Earl Alonzo Brininstool Poems >>
The Grub-Pile Call

There's lots o' songs the puncher sang in roundin' up his herds;
The music wasn't very grand, an' neither was the words.
No op'ry air he chanted, when at night he circled 'round
A bunch of restless longhorns that was throwed on their bed-ground;
But any song the cowboy on his lonely beat would bawl,
Wa'n't half as sweet as when the cook would start the rub-pile call.
I've heard 'em warble "Ol' Sam Bass" for hours at a time;
I've listened to the "Dogie Song," that well-known puncher rhyme;
"The Dyin' Cowboy" made me sad, an' "Mustang Gray" brung tears,
While "Little Joe the Wrangler" yet is ringin' in my ears.
But of the songs the puncher sang, I loved the best of all,
That grand ol' chorus when the cook would start the grub-pile call.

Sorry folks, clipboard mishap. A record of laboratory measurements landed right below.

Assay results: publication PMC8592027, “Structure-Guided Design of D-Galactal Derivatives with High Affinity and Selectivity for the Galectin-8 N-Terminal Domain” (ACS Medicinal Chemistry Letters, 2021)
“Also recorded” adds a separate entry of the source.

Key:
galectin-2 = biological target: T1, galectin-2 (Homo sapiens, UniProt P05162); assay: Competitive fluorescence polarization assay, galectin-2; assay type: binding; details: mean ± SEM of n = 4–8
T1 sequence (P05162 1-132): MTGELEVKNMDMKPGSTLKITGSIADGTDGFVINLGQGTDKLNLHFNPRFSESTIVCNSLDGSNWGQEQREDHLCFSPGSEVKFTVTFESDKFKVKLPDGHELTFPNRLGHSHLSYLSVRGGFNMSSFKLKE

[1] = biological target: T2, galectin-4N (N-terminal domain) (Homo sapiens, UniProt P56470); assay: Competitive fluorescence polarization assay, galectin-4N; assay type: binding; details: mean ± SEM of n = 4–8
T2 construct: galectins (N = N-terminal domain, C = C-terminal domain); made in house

There wasn't any sound so sweet in all the wide range land;
There wa'n't a song the puncher was so quick to understand.
No music that he ever heard so filled him with delight
As when he saw the ol' chuck-wagon top a-gleamin' white;
An' like a benediction on his tired ears would fall
The sweetest music ever heard--the welcome grub-pile call.
I've laid at night an' listened to the lowin' of the steers;
I've heard the coyote's melancholy wail ring in my ears.
The croonin' of the night-wind as it swept across the range
Was mournful-like an' dreary, an' it sounded grim an' strange.
But when the break o' day was near, an' from our tarps we'd crawl,
The mornin' song that charmed us was that welcome grub-pile call.